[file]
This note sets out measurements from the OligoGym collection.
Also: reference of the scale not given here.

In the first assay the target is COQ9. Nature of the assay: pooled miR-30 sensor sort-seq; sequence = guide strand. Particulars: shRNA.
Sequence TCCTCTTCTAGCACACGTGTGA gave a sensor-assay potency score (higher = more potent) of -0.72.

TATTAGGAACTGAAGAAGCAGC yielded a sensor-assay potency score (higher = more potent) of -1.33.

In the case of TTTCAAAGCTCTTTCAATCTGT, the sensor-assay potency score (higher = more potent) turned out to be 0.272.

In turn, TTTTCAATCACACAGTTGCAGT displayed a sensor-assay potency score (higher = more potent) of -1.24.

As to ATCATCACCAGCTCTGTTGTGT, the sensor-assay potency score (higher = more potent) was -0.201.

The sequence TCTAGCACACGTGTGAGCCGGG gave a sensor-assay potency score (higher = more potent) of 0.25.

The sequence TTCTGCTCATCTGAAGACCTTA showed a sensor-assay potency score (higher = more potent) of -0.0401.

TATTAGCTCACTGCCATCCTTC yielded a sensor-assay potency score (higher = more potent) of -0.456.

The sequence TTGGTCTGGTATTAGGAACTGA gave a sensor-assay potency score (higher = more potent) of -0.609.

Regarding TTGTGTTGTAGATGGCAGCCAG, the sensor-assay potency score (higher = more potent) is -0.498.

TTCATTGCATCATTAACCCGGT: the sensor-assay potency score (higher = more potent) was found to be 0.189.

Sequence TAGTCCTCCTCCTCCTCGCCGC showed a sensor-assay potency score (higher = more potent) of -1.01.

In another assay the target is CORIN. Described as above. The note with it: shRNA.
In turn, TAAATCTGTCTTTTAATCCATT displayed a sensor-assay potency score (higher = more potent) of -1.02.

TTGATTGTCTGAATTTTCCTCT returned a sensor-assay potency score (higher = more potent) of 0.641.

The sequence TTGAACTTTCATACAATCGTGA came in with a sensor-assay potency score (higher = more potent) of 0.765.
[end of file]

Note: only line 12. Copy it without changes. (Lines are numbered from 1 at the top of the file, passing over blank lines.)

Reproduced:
The sequence TTGGTCTGGTATTAGGAACTGA gave a sensor-assay potency score (higher = more potent) of -0.609.